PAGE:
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Canoe area ski tour

February 20, 2019
By JUSTIN A. LEVINE - Outdoors Writer ( , Lake Placid News

LAKE CLEAR - The St. Regis Canoe Area is better known for an abundance of paddling opportunities, but in winter, the wilderness is home of some great cross-country skiing trails.

The canoe area is the only its kind in New York, a wilderness area that is managed for its water resources. With that in mind, the SRCA offers almost unlimited paddling opportunities in the summer. And while there are dozens of canoe carries linking the ponds - as well as hiking trails up St. Regis and Long Pond mountains - there are also a number of ski routes that can be easily reached when the ponds are frozen over.

With the thermometer reading five below zero on Sunday morning but a forecast calling for plenty of sun, my friend Jason and I set out from the Station Road parking area and went west on the Remsen-Lake Placid travel corridor (groomed and run as a snowmobile trail in the winter) for two-tenths of a mile before we hung a right at the Little Green Pond and Little Clear Pond access.

Article Photos

Jason Labonte, of Saranac Lake, makes his way across Little Clear Pond toward the end of a roughly 6-mile ski trip in the St. Regis Canoe Area.
News photo — Justin?A. Levine

Going north, with Little Green on the left and Little Clear on the right, we skirted around a yellow state gate to officially enter the canoe area, following a small sign for Bone Pond. Following the trail, with Little Green still visible through the leaf-less forest, we made a quick jog to the right to ski down to Bone Pond at just over a mile. It was still below zero, but we ventured out on the ice past the shadows of the trees and warmed our hands in the sun.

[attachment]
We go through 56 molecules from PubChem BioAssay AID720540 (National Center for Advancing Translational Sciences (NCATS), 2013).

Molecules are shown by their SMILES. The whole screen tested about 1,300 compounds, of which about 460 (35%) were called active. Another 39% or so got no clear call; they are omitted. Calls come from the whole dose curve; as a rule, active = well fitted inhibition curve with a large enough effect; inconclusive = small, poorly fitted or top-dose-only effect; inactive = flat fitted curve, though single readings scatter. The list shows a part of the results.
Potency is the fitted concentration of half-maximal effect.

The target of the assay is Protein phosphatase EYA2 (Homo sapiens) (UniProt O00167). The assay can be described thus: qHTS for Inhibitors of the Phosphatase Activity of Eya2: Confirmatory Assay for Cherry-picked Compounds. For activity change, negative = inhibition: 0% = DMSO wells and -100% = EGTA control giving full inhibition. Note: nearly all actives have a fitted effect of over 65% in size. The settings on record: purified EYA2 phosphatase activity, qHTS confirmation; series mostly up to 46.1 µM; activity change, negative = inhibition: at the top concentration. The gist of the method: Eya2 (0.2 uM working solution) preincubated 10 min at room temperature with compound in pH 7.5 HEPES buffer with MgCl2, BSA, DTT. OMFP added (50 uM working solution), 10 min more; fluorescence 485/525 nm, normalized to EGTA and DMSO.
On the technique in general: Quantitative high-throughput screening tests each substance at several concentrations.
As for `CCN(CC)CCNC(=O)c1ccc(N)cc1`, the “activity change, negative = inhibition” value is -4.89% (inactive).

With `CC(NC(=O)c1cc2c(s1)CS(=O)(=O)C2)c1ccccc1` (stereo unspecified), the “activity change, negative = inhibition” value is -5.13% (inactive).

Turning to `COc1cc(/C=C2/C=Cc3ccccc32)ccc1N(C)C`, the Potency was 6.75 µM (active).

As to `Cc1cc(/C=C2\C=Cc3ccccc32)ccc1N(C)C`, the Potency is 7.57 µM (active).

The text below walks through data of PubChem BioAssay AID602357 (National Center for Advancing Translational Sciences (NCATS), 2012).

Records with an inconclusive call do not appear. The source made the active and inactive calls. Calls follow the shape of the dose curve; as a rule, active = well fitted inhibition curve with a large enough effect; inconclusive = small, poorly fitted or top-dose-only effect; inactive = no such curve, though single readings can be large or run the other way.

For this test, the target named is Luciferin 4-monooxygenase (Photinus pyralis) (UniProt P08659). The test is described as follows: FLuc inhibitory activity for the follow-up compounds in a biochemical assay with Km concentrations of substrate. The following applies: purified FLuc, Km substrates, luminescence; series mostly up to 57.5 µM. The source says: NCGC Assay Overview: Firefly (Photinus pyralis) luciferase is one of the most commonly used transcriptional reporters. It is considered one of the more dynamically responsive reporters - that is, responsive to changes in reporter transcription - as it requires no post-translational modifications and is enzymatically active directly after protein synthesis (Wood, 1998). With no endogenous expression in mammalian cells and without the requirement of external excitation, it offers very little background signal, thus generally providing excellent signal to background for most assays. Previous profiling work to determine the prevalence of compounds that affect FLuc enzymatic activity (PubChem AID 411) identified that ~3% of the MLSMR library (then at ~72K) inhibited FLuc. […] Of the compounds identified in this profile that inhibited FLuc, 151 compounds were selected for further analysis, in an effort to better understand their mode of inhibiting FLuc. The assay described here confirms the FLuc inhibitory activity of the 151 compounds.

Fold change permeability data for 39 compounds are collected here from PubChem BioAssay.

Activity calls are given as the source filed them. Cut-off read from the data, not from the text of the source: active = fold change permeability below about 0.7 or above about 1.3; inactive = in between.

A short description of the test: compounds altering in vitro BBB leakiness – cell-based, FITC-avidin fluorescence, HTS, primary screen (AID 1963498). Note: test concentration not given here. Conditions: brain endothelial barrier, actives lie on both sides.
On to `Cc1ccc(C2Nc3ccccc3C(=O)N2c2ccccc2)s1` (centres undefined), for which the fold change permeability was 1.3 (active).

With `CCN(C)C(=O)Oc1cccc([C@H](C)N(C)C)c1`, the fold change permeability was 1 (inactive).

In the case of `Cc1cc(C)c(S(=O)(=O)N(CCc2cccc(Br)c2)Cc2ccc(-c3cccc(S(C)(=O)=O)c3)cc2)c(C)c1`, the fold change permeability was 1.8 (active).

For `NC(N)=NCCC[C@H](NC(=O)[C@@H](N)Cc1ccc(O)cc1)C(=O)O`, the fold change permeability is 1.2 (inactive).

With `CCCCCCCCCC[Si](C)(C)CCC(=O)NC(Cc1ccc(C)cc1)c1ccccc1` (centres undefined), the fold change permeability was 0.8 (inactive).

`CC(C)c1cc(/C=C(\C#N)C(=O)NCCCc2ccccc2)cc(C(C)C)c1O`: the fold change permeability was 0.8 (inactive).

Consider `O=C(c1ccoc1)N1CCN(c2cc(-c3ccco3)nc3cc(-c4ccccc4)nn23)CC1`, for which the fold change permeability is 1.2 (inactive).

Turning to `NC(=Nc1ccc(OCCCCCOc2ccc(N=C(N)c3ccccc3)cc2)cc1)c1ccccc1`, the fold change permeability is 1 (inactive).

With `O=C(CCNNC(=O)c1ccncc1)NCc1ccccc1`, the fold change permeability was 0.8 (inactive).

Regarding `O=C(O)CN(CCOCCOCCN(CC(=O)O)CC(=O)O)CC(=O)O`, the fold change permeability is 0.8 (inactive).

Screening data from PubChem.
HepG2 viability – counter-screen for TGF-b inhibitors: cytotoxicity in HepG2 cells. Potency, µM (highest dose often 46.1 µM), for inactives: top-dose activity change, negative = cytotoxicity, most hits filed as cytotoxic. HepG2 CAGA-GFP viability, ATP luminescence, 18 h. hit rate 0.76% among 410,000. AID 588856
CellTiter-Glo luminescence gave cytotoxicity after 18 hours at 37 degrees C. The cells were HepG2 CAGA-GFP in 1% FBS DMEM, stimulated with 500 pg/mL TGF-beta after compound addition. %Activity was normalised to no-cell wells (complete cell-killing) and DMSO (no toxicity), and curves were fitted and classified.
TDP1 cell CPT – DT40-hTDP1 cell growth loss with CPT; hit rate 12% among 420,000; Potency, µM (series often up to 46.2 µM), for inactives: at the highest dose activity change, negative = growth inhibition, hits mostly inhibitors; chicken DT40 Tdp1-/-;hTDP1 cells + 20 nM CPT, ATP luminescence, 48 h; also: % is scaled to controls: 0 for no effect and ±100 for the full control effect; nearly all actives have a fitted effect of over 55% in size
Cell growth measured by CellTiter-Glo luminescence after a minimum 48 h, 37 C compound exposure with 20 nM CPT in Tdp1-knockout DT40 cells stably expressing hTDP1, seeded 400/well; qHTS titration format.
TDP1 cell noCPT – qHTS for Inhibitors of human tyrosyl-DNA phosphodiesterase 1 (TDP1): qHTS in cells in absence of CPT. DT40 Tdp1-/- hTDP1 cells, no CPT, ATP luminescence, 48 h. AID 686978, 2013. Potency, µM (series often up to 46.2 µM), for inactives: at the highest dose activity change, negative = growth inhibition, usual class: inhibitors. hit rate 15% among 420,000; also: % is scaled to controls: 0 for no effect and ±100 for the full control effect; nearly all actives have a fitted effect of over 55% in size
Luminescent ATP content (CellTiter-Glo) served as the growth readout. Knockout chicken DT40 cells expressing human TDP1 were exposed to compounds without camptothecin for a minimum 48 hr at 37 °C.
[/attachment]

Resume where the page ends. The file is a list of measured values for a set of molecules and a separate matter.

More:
After another seven-tenths of a mile, we turned right (left would take us back to the railroad tracks) onto the trail that leads out to Fish and Grass ponds. Going another 0.4 miles, we turned right again to head out toward the southeastern corner of St. Regis Pond.

At 3.15 miles we reached the canoe carry between Little Clear and St. Regis ponds and turned left to go out to the canoe area's namesake pond. Less than two-tenths of a mile later we skied out into the wetland at the end of the pond.

There's a small wooden dock at the edge of the water, and given that the water underneath may have been moving - making for unsafe ice - Jason and I skied through the sparse wetland trees until we could see Long Pond Mountain over the icy surface of St. Regis Pond. By this time, the sun was up and we were getting warm which was a nice change from the frozen fingers we had experience an hour or so earlier.

Heading back the way we came on the trail that connects St. Regis and Little Clear ponds, at the 4-mile mark we skied out into full sunshine on Little Clear Pond. Luckily, a pair of skiers has done the same route the day before, so the trail had been broken out and packed, which made the whole ski pretty pleasant. We eyed a couple sets of ski tracks going out onto the ice and checked it for ourselves before heading roughly southeast on the pond.

Finding the ice safe - always check the ice for yourself - we cut across Little Clear Pond and glanced back to see the snow-covered slopes of St. Regis Mountain, with its newly restored fire tower clearly visible under a bright blue sky. I shed a layer and took off my hat and skied the rest of the way with a bare head and forearms, gladly welcoming a much needed dose of Vitamin D in the middle of winter.

Skiing down the length of Little Clear, we saw the first people we'd encountered all day before we skied up the canoe launch and back out to the rail bed. The parking area was packed, and even though we had just finished a great ski, I couldn't help but be a little jealous of everyone who was still out and about, enjoying the sunshine.



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